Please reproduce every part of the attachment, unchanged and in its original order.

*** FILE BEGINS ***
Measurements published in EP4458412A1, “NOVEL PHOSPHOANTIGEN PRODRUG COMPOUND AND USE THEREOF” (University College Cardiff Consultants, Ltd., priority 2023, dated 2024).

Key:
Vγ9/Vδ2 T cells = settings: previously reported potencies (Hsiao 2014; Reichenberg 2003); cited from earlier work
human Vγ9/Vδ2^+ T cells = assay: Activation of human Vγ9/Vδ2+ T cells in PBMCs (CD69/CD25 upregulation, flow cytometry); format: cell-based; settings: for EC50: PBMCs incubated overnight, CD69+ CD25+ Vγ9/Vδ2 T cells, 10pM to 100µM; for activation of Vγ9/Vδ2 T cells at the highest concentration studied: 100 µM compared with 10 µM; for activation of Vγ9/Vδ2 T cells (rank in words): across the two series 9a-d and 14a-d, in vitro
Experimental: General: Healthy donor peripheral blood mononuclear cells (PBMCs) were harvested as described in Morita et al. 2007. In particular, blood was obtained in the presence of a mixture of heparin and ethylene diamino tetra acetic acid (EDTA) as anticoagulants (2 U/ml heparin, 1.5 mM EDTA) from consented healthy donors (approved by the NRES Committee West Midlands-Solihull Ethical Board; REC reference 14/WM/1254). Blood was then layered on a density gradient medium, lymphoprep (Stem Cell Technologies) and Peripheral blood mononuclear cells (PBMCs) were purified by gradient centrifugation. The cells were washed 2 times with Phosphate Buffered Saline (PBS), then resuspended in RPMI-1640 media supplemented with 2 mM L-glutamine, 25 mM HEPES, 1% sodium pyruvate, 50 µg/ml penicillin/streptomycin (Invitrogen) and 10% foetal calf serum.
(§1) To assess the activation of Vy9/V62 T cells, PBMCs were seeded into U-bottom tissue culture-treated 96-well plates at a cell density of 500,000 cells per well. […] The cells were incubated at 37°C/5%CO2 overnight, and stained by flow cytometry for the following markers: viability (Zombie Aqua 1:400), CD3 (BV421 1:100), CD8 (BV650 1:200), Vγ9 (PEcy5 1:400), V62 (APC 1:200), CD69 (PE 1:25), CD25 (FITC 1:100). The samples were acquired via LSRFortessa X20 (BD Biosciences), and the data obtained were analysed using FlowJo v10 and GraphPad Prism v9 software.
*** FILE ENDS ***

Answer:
Measurements published in EP4458412A1, “NOVEL PHOSPHOANTIGEN PRODRUG COMPOUND AND USE THEREOF” (University College Cardiff Consultants, Ltd., priority 2023, dated 2024).

Key:
Vγ9/Vδ2 T cells = settings: previously reported potencies (Hsiao 2014; Reichenberg 2003); cited from earlier work
human Vγ9/Vδ2^+ T cells = assay: Activation of human Vγ9/Vδ2+ T cells in PBMCs (CD69/CD25 upregulation, flow cytometry); format: cell-based; settings: for EC50: PBMCs incubated overnight, CD69+ CD25+ Vγ9/Vδ2 T cells, 10pM to 100µM; for activation of Vγ9/Vδ2 T cells at the highest concentration studied: 100 µM compared with 10 µM; for activation of Vγ9/Vδ2 T cells (rank in words): across the two series 9a-d and 14a-d, in vitro
Experimental: General: Healthy donor peripheral blood mononuclear cells (PBMCs) were harvested as described in Morita et al. 2007. In particular, blood was obtained in the presence of a mixture of heparin and ethylene diamino tetra acetic acid (EDTA) as anticoagulants (2 U/ml heparin, 1.5 mM EDTA) from consented healthy donors (approved by the NRES Committee West Midlands-Solihull Ethical Board; REC reference 14/WM/1254). Blood was then layered on a density gradient medium, lymphoprep (Stem Cell Technologies) and Peripheral blood mononuclear cells (PBMCs) were purified by gradient centrifugation. The cells were washed 2 times with Phosphate Buffered Saline (PBS), then resuspended in RPMI-1640 media supplemented with 2 mM L-glutamine, 25 mM HEPES, 1% sodium pyruvate, 50 µg/ml penicillin/streptomycin (Invitrogen) and 10% foetal calf serum.
(§1) To assess the activation of Vy9/V62 T cells, PBMCs were seeded into U-bottom tissue culture-treated 96-well plates at a cell density of 500,000 cells per well. […] The cells were incubated at 37°C/5%CO2 overnight, and stained by flow cytometry for the following markers: viability (Zombie Aqua 1:400), CD3 (BV421 1:100), CD8 (BV650 1:200), Vγ9 (PEcy5 1:400), V62 (APC 1:200), CD69 (PE 1:25), CD25 (FITC 1:100). The samples were acquired via LSRFortessa X20 (BD Biosciences), and the data obtained were analysed using FlowJo v10 and GraphPad Prism v9 software.